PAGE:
What's left to do is mostly cosmetic/interior cabinets and furniture. I saw two like this, both selling for around the $10,000 mark. I came close on one of them but now is not the right time for me.

I think your budget is too low. Double down on your savings and wait. Figure $15,000 or more total for a fantastic classic that will serve you well.
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Old 11-04-2015, 10:24 AM   #23
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2012 22' FB Sport
2003 19' Bambi
Port Townsend , Washington
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For example, this one for $7,000:

1957 Airstream Caravanner 22 - Connecticut

Not saying this is a good bad or indifferent deal. Just an example of what I had been looking for.
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Old 11-04-2015, 10:39 AM   #24
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Virginia Beach , Virginia
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CRAZY poster here!

I have a very good credit rating. Generally it's because I abhor paying interest so I pay off the credit card every month and pay off anything else I finance in about 1/4 of the normal term.

I had a perfectly good Ford F-150 EcoBoost, that I bought as a better "daily driver and tow vehicle" but I missed the oomph and the engine braking of my old 2500 Silverado - especially after a trip out west. Enter "snow white" the new GMC 2500 Diesel that I planned to pay cash for. Was offered an interest rate of 2%.... 2% my head nearly exploded so I didn't cash in the CD and just took the loan, which I'm making double or triple payments on every month.

Borrowing is generally not a good thing since you could lose a job and have to struggle, and it's more true than ever that the banks want to lend money only to people who don't need it, but you MIGHT want to consider getting a loan and buying a gently used one from a dealer. With a gently used one you can generally sell it in a couple of years at only a small loss.

Most dedicated airstreamers will eventually say "Well, when the new........... came out it was just perfect so I traded in the 4 year old .............."
We should run a poll here and see how many members are on their second, third or fourth Airstreams. (When I had a wreck and totaled my 2nd one, several members here offered to lend me their "spare-streams" because they own two or more!)

I'm on the other end of the spectrum from you - heading for retirement. The things that will ultimately get me out of traveling in the Airstream are:
  1. health problems, especially anything that affects eyesight or reaction time - At my age I'm not likely to die in a skydiving accident after all!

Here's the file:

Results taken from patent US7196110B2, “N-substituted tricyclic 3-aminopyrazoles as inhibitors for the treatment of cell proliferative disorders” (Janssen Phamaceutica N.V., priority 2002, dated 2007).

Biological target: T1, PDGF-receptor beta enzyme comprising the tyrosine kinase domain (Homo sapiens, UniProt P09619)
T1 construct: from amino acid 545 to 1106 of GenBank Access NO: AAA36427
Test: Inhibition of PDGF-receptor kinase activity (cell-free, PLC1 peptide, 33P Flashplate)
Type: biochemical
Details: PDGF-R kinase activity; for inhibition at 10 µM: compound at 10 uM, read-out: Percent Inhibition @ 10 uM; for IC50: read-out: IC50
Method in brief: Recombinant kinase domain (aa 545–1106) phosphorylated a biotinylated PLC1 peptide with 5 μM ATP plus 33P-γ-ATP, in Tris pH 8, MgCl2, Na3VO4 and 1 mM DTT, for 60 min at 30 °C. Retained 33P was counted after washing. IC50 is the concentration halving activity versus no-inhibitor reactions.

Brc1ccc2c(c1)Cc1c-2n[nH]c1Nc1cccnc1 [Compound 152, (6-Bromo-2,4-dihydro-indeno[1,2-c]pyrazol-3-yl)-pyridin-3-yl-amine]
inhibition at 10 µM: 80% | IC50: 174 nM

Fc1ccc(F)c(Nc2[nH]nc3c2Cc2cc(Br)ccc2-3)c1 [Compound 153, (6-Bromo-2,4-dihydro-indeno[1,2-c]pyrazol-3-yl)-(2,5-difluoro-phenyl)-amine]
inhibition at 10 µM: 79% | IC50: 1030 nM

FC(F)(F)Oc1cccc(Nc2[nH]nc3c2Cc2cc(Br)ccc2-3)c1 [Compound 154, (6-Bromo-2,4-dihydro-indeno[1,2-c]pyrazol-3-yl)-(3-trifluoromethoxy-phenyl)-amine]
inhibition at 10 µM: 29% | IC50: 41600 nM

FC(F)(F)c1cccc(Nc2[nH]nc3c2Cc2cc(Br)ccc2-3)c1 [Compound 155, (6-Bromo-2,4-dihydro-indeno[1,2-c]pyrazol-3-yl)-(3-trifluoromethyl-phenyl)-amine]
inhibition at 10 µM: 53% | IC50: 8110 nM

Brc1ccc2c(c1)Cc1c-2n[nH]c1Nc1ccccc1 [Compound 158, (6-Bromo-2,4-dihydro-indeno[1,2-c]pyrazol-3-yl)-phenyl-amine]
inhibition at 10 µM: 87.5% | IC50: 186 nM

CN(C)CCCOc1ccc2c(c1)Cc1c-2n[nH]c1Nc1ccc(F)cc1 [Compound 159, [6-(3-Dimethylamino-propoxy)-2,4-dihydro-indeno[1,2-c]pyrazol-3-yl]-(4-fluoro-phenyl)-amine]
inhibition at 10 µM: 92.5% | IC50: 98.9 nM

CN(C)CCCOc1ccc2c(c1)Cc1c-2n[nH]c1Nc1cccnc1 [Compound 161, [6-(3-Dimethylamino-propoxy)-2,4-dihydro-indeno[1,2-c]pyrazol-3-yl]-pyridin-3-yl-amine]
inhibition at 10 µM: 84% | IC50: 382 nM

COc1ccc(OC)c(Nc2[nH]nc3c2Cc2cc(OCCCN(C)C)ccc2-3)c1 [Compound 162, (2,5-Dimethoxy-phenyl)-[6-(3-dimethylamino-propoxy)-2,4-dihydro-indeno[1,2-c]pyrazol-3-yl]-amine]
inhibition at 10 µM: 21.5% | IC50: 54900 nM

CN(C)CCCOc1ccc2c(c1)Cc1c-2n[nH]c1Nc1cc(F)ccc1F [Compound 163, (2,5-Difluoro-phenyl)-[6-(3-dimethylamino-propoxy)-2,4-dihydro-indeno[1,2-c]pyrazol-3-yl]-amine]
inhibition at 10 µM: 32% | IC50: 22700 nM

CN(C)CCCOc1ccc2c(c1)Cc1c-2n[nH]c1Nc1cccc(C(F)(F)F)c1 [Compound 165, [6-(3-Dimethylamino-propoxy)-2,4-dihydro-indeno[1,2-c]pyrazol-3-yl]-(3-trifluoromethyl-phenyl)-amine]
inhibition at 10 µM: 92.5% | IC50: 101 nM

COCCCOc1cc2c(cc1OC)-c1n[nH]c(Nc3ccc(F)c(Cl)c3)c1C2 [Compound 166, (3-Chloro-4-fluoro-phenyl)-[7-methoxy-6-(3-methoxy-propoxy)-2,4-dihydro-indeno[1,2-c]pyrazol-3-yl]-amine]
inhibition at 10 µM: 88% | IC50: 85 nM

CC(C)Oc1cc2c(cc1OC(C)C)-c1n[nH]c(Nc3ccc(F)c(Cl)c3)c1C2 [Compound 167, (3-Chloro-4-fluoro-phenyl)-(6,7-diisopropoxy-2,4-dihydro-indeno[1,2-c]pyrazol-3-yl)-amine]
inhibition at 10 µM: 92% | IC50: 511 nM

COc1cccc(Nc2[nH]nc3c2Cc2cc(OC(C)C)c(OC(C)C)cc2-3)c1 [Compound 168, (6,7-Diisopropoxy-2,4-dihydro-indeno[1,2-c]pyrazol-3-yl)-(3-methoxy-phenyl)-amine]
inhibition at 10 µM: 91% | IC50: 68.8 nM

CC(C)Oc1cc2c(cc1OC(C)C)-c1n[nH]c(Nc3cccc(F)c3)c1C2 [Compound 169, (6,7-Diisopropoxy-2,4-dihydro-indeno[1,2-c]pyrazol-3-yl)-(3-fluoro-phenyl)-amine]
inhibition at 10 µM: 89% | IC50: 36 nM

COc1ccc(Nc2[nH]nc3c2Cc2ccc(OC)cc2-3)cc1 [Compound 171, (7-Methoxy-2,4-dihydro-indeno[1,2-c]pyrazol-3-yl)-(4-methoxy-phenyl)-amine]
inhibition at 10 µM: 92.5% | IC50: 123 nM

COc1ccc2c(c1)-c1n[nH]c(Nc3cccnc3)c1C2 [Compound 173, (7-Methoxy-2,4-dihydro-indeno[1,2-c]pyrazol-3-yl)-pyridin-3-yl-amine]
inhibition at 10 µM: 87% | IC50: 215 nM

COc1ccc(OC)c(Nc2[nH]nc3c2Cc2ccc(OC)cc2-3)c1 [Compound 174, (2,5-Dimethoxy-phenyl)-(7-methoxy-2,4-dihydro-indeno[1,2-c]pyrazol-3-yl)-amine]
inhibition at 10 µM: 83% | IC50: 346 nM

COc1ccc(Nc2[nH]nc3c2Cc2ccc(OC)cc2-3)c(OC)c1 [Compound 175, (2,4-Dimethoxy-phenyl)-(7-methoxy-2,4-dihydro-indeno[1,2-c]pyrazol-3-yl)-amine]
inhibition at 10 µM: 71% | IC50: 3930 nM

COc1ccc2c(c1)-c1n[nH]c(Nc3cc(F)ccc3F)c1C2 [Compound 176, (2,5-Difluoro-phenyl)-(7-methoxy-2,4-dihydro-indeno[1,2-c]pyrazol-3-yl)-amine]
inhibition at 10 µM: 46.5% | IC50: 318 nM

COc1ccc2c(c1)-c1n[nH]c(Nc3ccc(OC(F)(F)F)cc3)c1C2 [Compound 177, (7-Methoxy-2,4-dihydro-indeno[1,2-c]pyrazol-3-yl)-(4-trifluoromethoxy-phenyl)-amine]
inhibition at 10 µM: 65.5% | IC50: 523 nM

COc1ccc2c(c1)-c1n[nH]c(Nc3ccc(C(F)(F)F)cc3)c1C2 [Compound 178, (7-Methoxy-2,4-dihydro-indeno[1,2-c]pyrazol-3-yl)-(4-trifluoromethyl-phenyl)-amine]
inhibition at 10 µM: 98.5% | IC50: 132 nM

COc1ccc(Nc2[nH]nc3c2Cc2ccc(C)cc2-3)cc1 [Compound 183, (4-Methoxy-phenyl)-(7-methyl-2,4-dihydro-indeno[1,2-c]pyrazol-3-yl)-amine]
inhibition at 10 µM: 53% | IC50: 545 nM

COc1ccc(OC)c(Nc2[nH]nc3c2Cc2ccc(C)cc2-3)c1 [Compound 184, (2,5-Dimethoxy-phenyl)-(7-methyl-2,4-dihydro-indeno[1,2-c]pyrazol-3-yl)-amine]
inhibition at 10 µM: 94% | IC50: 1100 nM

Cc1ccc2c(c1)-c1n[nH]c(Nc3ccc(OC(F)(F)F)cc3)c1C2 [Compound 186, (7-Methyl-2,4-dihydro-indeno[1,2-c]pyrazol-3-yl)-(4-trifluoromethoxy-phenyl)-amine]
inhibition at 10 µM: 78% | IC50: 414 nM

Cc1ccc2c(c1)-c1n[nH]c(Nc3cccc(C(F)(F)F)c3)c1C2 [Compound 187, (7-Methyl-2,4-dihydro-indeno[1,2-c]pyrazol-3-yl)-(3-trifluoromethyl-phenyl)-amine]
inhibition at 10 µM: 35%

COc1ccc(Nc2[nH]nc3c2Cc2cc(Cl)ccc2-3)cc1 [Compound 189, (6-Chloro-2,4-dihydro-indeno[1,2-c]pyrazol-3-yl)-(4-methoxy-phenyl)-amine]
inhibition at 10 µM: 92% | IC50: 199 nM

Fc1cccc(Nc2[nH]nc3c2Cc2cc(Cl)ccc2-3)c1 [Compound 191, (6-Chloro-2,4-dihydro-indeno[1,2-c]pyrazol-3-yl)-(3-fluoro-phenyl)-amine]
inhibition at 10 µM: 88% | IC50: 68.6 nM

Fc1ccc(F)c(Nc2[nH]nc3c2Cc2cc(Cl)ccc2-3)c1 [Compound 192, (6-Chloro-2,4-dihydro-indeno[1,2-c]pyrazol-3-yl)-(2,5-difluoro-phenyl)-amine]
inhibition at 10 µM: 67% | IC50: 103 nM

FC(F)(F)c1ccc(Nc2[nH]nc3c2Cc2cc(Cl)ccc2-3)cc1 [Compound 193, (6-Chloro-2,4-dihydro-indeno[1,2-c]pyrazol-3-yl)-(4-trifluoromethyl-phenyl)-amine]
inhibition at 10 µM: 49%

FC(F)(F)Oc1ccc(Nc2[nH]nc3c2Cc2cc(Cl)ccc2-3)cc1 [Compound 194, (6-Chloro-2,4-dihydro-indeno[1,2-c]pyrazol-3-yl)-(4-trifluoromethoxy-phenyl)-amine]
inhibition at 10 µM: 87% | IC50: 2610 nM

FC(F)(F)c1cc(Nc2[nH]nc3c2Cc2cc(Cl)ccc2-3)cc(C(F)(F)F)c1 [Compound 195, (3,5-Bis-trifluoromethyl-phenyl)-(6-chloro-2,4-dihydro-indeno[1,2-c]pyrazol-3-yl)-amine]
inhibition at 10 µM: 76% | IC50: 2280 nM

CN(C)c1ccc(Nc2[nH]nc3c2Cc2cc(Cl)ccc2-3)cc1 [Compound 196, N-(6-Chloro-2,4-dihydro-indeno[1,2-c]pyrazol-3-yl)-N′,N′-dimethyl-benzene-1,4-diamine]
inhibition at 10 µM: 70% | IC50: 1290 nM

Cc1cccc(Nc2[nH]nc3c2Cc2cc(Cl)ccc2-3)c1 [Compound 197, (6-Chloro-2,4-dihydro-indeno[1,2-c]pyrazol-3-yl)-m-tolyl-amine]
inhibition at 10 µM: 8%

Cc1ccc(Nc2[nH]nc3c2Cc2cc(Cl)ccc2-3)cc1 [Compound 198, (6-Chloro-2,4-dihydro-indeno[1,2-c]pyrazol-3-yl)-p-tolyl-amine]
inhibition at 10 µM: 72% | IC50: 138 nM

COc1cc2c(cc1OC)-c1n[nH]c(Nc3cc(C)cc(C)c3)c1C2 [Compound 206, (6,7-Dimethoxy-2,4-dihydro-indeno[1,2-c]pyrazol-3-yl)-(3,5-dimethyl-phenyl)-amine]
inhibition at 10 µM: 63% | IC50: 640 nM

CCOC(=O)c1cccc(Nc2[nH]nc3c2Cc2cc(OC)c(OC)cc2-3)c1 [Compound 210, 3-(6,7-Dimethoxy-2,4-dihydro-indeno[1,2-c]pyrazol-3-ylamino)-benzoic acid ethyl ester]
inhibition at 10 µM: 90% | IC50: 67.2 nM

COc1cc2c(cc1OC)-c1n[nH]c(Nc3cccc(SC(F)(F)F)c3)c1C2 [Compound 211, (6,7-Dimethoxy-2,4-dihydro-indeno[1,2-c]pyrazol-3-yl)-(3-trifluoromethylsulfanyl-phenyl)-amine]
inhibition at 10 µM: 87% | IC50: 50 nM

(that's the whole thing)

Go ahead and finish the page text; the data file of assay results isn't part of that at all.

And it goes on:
2. money - I think I've saved enough to see me out and perhaps even leave a bit of cash to the niece/nephews, BUT inflation? global warming? killer asteroid? political insurrections?
  3. getting fed up with doing (or paying for) the constant maintenance Airstreams require.

Truth is the third one might get me first. I have an Avion I'm getting refurbished. It's a huge mother (10 meter rear bedroom) and I'm planning on parking it somewhere in the southwest and only moving it 2 or 3 times a year. I'd still like to take short hops for a week or two, and frankly both the Casita and Oliver travel trailers speak to me for that kind of travel. Both are fiberglass hulls which are more durable and easier to repair from scratches and dings. Both are small - CAMPERS not rolling homes - and can be towed by the average small SUV. The Oliver particularly is a four season camper. I've already got the EB, so I may keep that as my weekender, but there is the lower maintenance issue with any riveted aluminum trailer - so a little fiberglass one has it's appeal. If I trade in the EB, I've already got the name for the trailer "the dinghy." I may remain here on the forum only as a "vintage kin" owner.

My first trailer was an Airstream. It was a great experience. Many here started with other brands and graduated to Airstreams - and most had a great experience doing it that way, too. You might want to stay an "aspiring Airstreamer" but still enjoy camping with a small "canned ham" or vintage kin or any of the little egg shaped fiberglass trailers. Get a bumper sticker that says, "my next trailer will be an Airstream" (The first owner of my current Airstream found out he hated camping - AFTER buying a new Eddie Bauer. If you were to find out the same thing wouldn't it be better to realize it after buying a $10K camper instead of a $70K one?)

Happy hunting, AND don't underestimate the yard finds that may be lurking within 20 miles of your home. Once I bought one I started to see them EVERYWHERE! Go cruising with Google Earth or just drive in the suburbs slowly. "Grandpa died 2 years ago, and we just haven't gotten around to deciding what to do with his old camper!"

Happy hunting, Paula
Today is a gift, that's why they call it the present.
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Old 11-08-2015, 08:34 PM   #25
1 Rivet Member
Seattle , Washington
Join Date: Aug 2014
Posts: 6
We bought our 24ft 1974 last year from a guy in MN. It was on the classifieds on this site and was exactly what we were looking for. Dinette, bunk beds, 24ft. From he pictures it looked all original and from talking with him on the phone everything seemed good (he even said it was barn stored). So I drove across country sight unseen and paid 8K for it.
We love it but I have put around 3K+ into it over the past year (plus a ton of time).
New Electrical
Trailer brakes didn't work
Lots of elbow grease
Soft spot in the front corner floor
Furnace Repair
Hot water heater repair
water pump and plumbing lines

Still, all said I feel like it was a fair transaction. The trailer buffed out to a shine, and now we have a super solid trailer that we pulled 3K miles this summer up and down the west coast.